Select the top 3-5 projects of your career, explain your role and highlight your contributions, achievements, and any demonstrable results.


If you write, or contribute to, articles in your area of professional practice, you should make sure all your articles are linked under this heading.

Doing so will demonstrate knowledge, and experience.

Unfortunately, new publications are automatically added at the end of the list of publications. This is not very useful, as most people would want this list to be in reverse chronological order, with their latest publication at the top.

Previously, moving your cursor over an individual publication revealed a ↕️ button next to the title of the relevant publication, which allowed you to drag it into any position. Unfortunately, the new web user interface released by LinkedIn in February 2017 removed this useful functionality, and many others.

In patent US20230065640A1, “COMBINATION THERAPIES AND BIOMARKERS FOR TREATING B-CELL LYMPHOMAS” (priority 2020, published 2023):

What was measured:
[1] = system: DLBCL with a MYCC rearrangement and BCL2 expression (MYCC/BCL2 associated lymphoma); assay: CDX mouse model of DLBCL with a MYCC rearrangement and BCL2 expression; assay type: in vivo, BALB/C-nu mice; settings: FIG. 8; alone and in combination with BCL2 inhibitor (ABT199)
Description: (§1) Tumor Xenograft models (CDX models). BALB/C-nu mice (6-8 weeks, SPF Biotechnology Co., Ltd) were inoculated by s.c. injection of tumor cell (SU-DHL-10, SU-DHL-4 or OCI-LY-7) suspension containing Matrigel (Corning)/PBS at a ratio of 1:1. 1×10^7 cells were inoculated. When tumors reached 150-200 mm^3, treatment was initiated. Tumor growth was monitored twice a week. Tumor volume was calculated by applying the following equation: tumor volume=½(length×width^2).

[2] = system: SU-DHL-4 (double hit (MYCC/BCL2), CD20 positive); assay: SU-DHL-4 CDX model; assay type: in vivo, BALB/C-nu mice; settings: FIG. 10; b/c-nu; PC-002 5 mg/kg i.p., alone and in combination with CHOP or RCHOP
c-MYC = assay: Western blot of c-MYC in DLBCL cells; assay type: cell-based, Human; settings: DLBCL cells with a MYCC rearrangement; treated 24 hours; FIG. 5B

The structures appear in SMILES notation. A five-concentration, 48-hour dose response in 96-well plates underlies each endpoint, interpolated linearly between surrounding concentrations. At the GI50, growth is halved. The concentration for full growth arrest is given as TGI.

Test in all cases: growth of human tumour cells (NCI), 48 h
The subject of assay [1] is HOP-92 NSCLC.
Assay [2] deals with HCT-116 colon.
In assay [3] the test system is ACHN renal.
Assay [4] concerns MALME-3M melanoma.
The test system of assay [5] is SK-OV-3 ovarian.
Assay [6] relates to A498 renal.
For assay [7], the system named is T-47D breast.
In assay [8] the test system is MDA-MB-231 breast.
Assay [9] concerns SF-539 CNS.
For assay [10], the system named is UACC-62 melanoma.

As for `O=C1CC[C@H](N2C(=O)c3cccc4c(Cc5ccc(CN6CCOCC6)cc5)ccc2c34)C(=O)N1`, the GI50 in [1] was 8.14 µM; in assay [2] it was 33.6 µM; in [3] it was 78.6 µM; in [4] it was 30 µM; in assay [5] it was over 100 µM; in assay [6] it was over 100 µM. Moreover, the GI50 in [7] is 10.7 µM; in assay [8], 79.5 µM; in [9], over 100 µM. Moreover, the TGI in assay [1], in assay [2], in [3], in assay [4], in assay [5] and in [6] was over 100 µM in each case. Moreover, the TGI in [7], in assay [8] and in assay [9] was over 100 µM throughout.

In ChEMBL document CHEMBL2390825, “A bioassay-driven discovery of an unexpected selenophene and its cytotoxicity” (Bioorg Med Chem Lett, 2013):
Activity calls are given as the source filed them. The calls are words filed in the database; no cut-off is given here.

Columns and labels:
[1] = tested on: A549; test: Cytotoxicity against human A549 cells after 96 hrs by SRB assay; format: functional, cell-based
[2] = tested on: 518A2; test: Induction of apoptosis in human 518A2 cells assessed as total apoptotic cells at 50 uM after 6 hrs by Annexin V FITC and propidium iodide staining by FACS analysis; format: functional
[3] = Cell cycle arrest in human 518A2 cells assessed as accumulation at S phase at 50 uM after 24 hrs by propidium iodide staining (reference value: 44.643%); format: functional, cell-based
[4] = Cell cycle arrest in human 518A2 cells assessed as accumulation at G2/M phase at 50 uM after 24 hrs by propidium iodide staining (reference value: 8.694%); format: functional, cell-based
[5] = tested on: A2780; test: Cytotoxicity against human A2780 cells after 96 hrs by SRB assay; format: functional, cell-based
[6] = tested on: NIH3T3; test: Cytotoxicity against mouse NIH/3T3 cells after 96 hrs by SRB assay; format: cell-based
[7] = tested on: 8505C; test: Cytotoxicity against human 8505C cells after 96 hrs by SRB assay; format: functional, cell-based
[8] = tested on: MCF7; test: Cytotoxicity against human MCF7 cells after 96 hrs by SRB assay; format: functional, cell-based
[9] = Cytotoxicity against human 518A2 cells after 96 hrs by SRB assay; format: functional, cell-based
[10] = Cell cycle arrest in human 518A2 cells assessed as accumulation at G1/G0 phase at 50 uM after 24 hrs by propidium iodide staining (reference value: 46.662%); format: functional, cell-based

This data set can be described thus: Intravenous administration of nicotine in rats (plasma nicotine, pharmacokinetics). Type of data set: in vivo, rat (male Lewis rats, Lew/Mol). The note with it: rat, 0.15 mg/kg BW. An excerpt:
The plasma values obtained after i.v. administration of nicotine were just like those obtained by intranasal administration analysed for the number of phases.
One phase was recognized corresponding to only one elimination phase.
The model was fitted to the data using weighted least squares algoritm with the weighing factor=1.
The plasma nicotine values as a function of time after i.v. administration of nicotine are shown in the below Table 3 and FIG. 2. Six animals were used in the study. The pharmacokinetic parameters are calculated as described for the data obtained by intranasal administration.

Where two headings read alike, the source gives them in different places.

Honours & Awards

If in the course of your career you received any notable honours or awards, whether professional or national civil recognitions, you should list them under this heading.

Organising sections

Previously, the various sections in your profile could be rearranged into any order you wanted them to appear.

Unfortunately, the new web user interface released by LinkedIn in February 2017 also removed this functionality.


Once your profile is set up, you should make connections. It’s a social network after all!

In the first instance, you should connect with your colleagues, existing clients, and professional contacts, and it will build from there.